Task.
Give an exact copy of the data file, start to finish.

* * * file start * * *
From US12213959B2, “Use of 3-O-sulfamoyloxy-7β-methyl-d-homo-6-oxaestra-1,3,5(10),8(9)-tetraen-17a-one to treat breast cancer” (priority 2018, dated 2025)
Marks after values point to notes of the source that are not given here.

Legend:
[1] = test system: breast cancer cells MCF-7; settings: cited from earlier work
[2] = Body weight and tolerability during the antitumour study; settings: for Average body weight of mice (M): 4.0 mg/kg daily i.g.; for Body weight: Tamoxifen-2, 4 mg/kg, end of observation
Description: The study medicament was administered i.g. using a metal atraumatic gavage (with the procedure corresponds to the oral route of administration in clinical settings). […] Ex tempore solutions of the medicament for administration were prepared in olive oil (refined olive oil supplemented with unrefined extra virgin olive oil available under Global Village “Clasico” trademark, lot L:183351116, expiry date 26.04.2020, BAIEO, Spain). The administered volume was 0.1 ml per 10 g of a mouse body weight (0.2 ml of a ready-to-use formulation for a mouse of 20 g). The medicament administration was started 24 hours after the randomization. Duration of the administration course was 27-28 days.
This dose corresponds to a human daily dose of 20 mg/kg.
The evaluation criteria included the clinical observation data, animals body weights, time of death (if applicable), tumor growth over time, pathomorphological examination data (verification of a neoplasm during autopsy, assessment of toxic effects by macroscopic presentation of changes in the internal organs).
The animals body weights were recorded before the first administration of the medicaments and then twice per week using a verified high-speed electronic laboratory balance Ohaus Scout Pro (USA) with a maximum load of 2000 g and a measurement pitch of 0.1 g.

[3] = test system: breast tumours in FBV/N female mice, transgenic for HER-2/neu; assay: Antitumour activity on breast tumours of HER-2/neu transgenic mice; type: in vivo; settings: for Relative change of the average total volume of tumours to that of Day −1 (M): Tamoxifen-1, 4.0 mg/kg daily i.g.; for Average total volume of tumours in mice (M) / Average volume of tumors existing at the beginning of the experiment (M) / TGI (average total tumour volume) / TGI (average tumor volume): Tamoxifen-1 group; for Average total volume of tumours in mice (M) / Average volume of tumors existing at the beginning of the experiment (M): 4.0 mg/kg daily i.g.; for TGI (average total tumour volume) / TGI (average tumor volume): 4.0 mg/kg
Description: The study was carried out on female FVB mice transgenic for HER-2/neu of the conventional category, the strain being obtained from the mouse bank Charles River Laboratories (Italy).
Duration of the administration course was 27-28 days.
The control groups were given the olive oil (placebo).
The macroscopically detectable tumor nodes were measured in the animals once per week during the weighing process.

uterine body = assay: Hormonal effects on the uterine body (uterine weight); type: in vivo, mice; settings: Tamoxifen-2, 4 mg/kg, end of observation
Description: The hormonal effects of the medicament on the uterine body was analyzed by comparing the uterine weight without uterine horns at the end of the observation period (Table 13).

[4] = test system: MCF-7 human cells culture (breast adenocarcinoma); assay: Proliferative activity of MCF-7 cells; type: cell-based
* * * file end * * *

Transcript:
From US12213959B2, “Use of 3-O-sulfamoyloxy-7β-methyl-d-homo-6-oxaestra-1,3,5(10),8(9)-tetraen-17a-one to treat breast cancer” (priority 2018, dated 2025)
Marks after values point to notes of the source that are not given here.

Legend:
[1] = test system: breast cancer cells MCF-7; settings: cited from earlier work
[2] = Body weight and tolerability during the antitumour study; settings: for Average body weight of mice (M): 4.0 mg/kg daily i.g.; for Body weight: Tamoxifen-2, 4 mg/kg, end of observation
Description: The study medicament was administered i.g. using a metal atraumatic gavage (with the procedure corresponds to the oral route of administration in clinical settings). […] Ex tempore solutions of the medicament for administration were prepared in olive oil (refined olive oil supplemented with unrefined extra virgin olive oil available under Global Village “Clasico” trademark, lot L:183351116, expiry date 26.04.2020, BAIEO, Spain). The administered volume was 0.1 ml per 10 g of a mouse body weight (0.2 ml of a ready-to-use formulation for a mouse of 20 g). The medicament administration was started 24 hours after the randomization. Duration of the administration course was 27-28 days.
This dose corresponds to a human daily dose of 20 mg/kg.
The evaluation criteria included the clinical observation data, animals body weights, time of death (if applicable), tumor growth over time, pathomorphological examination data (verification of a neoplasm during autopsy, assessment of toxic effects by macroscopic presentation of changes in the internal organs).
The animals body weights were recorded before the first administration of the medicaments and then twice per week using a verified high-speed electronic laboratory balance Ohaus Scout Pro (USA) with a maximum load of 2000 g and a measurement pitch of 0.1 g.

[3] = test system: breast tumours in FBV/N female mice, transgenic for HER-2/neu; assay: Antitumour activity on breast tumours of HER-2/neu transgenic mice; type: in vivo; settings: for Relative change of the average total volume of tumours to that of Day −1 (M): Tamoxifen-1, 4.0 mg/kg daily i.g.; for Average total volume of tumours in mice (M) / Average volume of tumors existing at the beginning of the experiment (M) / TGI (average total tumour volume) / TGI (average tumor volume): Tamoxifen-1 group; for Average total volume of tumours in mice (M) / Average volume of tumors existing at the beginning of the experiment (M): 4.0 mg/kg daily i.g.; for TGI (average total tumour volume) / TGI (average tumor volume): 4.0 mg/kg
Description: The study was carried out on female FVB mice transgenic for HER-2/neu of the conventional category, the strain being obtained from the mouse bank Charles River Laboratories (Italy).
Duration of the administration course was 27-28 days.
The control groups were given the olive oil (placebo).
The macroscopically detectable tumor nodes were measured in the animals once per week during the weighing process.

uterine body = assay: Hormonal effects on the uterine body (uterine weight); type: in vivo, mice; settings: Tamoxifen-2, 4 mg/kg, end of observation
Description: The hormonal effects of the medicament on the uterine body was analyzed by comparing the uterine weight without uterine horns at the end of the observation period (Table 13).

[4] = test system: MCF-7 human cells culture (breast adenocarcinoma); assay: Proliferative activity of MCF-7 cells; type: cell-based